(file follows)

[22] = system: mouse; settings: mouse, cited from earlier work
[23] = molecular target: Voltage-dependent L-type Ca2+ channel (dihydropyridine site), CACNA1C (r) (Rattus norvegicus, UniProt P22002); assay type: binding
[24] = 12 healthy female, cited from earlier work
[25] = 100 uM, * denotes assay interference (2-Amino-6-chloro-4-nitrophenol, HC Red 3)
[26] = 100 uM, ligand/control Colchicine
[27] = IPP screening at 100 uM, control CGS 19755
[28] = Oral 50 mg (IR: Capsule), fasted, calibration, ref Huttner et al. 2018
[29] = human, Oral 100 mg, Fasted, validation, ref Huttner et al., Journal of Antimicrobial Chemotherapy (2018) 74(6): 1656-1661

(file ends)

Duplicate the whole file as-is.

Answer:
[22] = system: mouse; settings: mouse, cited from earlier work
[23] = molecular target: Voltage-dependent L-type Ca2+ channel (dihydropyridine site), CACNA1C (r) (Rattus norvegicus, UniProt P22002); assay type: binding
[24] = 12 healthy female, cited from earlier work
[25] = 100 uM, * denotes assay interference (2-Amino-6-chloro-4-nitrophenol, HC Red 3)
[26] = 100 uM, ligand/control Colchicine
[27] = IPP screening at 100 uM, control CGS 19755
[28] = Oral 50 mg (IR: Capsule), fasted, calibration, ref Huttner et al. 2018
[29] = human, Oral 100 mg, Fasted, validation, ref Huttner et al., Journal of Antimicrobial Chemotherapy (2018) 74(6): 1656-1661